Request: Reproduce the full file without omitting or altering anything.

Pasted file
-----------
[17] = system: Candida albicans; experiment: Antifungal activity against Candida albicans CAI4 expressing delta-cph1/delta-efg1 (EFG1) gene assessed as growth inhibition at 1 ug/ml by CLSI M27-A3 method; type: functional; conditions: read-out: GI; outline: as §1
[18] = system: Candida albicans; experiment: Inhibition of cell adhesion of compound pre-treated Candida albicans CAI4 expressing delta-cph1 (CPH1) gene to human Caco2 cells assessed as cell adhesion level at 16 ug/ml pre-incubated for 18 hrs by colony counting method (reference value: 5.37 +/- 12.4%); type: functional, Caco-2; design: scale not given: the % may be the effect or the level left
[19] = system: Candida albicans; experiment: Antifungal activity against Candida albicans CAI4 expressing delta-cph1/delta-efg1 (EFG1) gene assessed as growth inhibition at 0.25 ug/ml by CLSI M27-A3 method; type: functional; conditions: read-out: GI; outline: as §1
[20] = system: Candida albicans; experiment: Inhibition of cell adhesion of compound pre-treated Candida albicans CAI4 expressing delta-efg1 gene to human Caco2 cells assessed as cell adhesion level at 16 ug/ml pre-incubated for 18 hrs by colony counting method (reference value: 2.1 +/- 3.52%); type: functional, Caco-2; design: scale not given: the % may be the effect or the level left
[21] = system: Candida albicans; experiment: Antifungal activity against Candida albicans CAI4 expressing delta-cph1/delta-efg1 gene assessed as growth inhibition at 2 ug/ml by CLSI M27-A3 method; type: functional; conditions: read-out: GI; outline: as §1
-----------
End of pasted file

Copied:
[17] = system: Candida albicans; experiment: Antifungal activity against Candida albicans CAI4 expressing delta-cph1/delta-efg1 (EFG1) gene assessed as growth inhibition at 1 ug/ml by CLSI M27-A3 method; type: functional; conditions: read-out: GI; outline: as §1
[18] = system: Candida albicans; experiment: Inhibition of cell adhesion of compound pre-treated Candida albicans CAI4 expressing delta-cph1 (CPH1) gene to human Caco2 cells assessed as cell adhesion level at 16 ug/ml pre-incubated for 18 hrs by colony counting method (reference value: 5.37 +/- 12.4%); type: functional, Caco-2; design: scale not given: the % may be the effect or the level left
[19] = system: Candida albicans; experiment: Antifungal activity against Candida albicans CAI4 expressing delta-cph1/delta-efg1 (EFG1) gene assessed as growth inhibition at 0.25 ug/ml by CLSI M27-A3 method; type: functional; conditions: read-out: GI; outline: as §1
[20] = system: Candida albicans; experiment: Inhibition of cell adhesion of compound pre-treated Candida albicans CAI4 expressing delta-efg1 gene to human Caco2 cells assessed as cell adhesion level at 16 ug/ml pre-incubated for 18 hrs by colony counting method (reference value: 2.1 +/- 3.52%); type: functional, Caco-2; design: scale not given: the % may be the effect or the level left
[21] = system: Candida albicans; experiment: Antifungal activity against Candida albicans CAI4 expressing delta-cph1/delta-efg1 gene assessed as growth inhibition at 2 ug/ml by CLSI M27-A3 method; type: functional; conditions: read-out: GI; outline: as §1